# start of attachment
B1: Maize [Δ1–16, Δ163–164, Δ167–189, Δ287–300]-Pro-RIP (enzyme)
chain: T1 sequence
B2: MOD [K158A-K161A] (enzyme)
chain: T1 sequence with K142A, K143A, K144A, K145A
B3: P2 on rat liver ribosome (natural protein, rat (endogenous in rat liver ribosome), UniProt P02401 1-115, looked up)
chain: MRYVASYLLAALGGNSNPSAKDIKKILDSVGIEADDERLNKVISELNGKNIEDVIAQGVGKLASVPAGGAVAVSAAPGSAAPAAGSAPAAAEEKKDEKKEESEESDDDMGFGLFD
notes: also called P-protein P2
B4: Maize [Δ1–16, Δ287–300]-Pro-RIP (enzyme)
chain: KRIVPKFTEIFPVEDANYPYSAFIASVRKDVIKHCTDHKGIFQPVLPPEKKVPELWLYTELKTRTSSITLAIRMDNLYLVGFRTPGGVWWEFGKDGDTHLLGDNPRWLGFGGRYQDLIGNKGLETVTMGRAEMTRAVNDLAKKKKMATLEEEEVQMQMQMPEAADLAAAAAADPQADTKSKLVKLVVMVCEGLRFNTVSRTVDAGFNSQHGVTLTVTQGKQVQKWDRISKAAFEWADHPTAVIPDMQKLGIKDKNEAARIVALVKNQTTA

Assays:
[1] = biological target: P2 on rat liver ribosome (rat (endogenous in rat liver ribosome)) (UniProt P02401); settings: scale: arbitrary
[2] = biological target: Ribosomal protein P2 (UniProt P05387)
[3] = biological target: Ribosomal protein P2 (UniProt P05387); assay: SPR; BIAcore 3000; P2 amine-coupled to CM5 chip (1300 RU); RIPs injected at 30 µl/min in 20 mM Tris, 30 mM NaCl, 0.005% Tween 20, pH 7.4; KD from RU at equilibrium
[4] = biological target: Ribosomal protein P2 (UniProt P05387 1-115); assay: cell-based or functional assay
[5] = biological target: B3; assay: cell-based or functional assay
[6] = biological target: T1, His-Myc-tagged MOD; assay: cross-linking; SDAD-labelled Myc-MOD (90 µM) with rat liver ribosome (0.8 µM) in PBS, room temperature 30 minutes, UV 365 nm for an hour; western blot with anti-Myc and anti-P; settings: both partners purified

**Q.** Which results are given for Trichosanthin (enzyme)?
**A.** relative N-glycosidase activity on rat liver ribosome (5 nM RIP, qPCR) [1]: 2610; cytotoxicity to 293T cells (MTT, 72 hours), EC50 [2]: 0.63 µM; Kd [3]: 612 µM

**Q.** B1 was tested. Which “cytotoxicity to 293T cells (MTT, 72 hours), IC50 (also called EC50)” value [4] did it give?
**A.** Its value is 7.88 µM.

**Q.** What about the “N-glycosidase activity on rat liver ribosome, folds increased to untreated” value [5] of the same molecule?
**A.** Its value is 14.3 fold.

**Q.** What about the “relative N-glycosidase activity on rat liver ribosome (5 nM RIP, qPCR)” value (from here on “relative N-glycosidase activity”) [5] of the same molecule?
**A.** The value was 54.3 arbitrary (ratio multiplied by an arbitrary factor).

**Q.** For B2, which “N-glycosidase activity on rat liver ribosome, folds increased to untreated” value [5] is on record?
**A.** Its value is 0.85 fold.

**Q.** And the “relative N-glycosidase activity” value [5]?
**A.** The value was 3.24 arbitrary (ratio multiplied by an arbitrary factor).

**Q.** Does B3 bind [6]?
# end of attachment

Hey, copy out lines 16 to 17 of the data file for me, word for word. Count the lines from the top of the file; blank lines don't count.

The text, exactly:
[6] = biological target: T1, His-Myc-tagged MOD; assay: cross-linking; SDAD-labelled Myc-MOD (90 µM) with rat liver ribosome (0.8 µM) in PBS, room temperature 30 minutes, UV 365 nm for an hour; western blot with anti-Myc and anti-P; settings: both partners purified

**Q.** Which results are given for Trichosanthin (enzyme)?